Over a million developers have joined DZone.
{{announcement.body}}
{{announcement.title}}

Simplify Automated Unit Testing Using IoC and MOQ

DZone's Guide to

Simplify Automated Unit Testing Using IoC and MOQ

In this article, one software developer shares his tried and true approach for testing websites after they migrate from web form to MVC.

· DevOps Zone
Free Resource

The Nexus Suite is uniquely architected for a DevOps native world and creates value early in the development pipeline, provides precise contextual controls at every phase, and accelerates DevOps innovation with automation you can trust. Read how in this ebook.

Introduction

A few years ago, I got the opportunity to work on a project that needed a migration from web form to MVC. I was assigned to come up with a good approach for testing the site. Afterward, I worked with various companies and I helped them to simplify unit testing using the same approach. It may be helpful to you, too.

The example code is in very simple form and you can improvise it as per your need. It is available here.

Background

You should have a knowledge of the following:

  • MOQ
  • IoC, i.e., the structure map used in the example
  • Unit testing frameworks, i.e., MS unit, N unit, Xunit, etc.
  • NBuilder or something similar like similar for generating mock data.

Take-Aways

  • How to use IoC to create mock objects.
  • How to maintain test cases with less effort.
  • How to help maintain uniformity in the code, which is very useful in Scrum-based projects.

Drawbacks of the Traditional Approach

  • There's lots of repeated code where we mock the dependencies.
  • Lots of effort is required to keep the test cases up to date.
  • It may lead to loss of focus on testing business cases properly.

About the Approach

Instead of mocking each method for each test and deciding the output, we will be using an in- memory database that will be generated using NBuilder. The dependencies will be handled by an IoC.

Also, we don’t mock the service layer method using the MOQ, but we use all the methods to call the repository layer, which is mocked to use the in-memory database.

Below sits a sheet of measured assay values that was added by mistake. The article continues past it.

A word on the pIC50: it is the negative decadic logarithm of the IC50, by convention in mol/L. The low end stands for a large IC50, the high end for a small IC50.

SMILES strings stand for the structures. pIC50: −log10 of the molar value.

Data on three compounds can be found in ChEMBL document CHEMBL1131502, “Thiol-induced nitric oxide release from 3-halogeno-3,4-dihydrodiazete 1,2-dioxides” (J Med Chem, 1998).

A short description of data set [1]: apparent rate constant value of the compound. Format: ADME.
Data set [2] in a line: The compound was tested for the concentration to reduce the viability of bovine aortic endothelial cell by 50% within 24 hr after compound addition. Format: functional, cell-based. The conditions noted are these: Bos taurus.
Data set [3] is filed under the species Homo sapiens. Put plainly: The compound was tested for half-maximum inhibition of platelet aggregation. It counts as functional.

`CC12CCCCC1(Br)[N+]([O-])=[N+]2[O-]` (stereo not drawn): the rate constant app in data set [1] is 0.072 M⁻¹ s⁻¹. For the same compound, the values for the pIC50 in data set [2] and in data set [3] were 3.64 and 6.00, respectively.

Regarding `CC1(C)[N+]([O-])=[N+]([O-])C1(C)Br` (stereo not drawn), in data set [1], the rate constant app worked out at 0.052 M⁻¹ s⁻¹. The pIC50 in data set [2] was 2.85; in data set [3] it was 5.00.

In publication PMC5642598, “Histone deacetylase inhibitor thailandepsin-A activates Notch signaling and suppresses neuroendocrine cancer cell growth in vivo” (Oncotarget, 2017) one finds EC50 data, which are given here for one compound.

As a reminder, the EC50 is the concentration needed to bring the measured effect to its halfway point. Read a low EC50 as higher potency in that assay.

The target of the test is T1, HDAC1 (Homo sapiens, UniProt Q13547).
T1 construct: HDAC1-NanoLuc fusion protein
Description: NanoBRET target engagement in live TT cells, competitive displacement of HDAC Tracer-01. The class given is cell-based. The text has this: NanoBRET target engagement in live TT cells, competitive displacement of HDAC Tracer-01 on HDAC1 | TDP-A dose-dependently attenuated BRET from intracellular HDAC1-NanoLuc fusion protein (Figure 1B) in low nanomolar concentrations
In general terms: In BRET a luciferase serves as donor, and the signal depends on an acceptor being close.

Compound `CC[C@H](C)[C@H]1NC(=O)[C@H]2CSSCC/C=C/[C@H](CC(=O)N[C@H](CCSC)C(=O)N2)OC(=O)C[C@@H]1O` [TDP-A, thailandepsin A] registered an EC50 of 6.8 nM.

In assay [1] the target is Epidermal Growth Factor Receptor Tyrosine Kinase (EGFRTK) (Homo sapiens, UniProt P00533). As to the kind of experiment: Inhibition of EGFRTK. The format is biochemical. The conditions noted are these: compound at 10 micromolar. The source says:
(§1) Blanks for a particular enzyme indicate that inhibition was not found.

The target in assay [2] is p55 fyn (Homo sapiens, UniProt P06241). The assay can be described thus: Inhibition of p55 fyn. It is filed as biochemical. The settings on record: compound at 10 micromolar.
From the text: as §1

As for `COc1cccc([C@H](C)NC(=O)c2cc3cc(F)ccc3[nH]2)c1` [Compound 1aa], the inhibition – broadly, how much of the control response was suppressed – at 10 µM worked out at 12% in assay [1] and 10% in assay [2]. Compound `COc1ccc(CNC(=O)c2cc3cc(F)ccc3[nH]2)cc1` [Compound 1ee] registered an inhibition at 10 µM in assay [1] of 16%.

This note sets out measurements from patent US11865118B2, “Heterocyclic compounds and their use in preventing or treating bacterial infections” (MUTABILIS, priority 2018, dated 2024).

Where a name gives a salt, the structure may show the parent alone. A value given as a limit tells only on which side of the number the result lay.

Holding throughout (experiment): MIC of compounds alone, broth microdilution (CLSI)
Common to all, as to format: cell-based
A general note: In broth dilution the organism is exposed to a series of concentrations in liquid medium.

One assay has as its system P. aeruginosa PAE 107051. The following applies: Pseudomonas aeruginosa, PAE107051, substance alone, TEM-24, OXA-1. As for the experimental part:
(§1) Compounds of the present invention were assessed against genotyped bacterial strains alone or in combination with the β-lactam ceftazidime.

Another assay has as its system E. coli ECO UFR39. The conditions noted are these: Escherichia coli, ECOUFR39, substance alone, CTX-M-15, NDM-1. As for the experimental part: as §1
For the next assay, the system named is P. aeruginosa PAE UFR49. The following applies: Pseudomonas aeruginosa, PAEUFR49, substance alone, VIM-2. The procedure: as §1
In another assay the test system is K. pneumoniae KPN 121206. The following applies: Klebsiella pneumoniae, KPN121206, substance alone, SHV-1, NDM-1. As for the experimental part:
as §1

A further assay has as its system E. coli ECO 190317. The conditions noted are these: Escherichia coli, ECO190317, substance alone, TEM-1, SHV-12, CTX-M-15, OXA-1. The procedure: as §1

Let’s start from the bottom up. The sample code covers User table which is available on GitHub here.

Code Explanation

1. In-Memory Mock Database

We need a mock data for each entity model that is mapped to a database table.

Create some mock records for the user table.

namespace SampleCode.IOC.Test.MockTestData
{
public class UserModelTestData
{
public static List<UserModel> GetTestRecords()
{
return Builder<UserModel>.CreateListOfSize(10).Build().ToList();
}
}
}

Create a class to store the mock records in a collection.

public static class MockEntities
{
public static Dictionary<string, dynamic> MockData = new Dictionary<string, dynamic>();
public static void LoadData()
{
MockData.Add(typeof(UserModel).Name, UserModelTestData.GetTestRecords());
}
public static List<T> GetData<T>() where T : class
{
return (List<T>)MockData[typeof(T).Name];
}
}

2. Create a Mock Repository Object Using MOQ

Here, we set up repository methods but instead of hard-coding the results, we do actual simple operations related to the methods. This approach uses lots of duplicate code and requires maintenance effort.

namespace SampleCode.IOC.Test
{
public static class MockRepositoryGenerator<Model> where Model : BaseModel
{
private static List<Model> DummyTable
{
get
{
return MockEntities.GetData<Model>();
}
}
public static T RepositoryMock<T>() where T:class,IBaseRepository<Model>
{
Mock<T> repository = new Mock<T>(MockBehavior.Strict);
repository.Setup(o => o.Get(It.IsAny<Expression<Func<Model, bool>>> ())).Returns((Expression<Func<Model, bool>> i) => DummyTable.Where(i.Compile()).FirstOrDefault());
return repository.Object;
}
}
}

3. IoC: Interface and Class Mapping

Here, we map interfaces with generated mock objects that also store mock data with them.

class StructureMapTestRegistry : Registry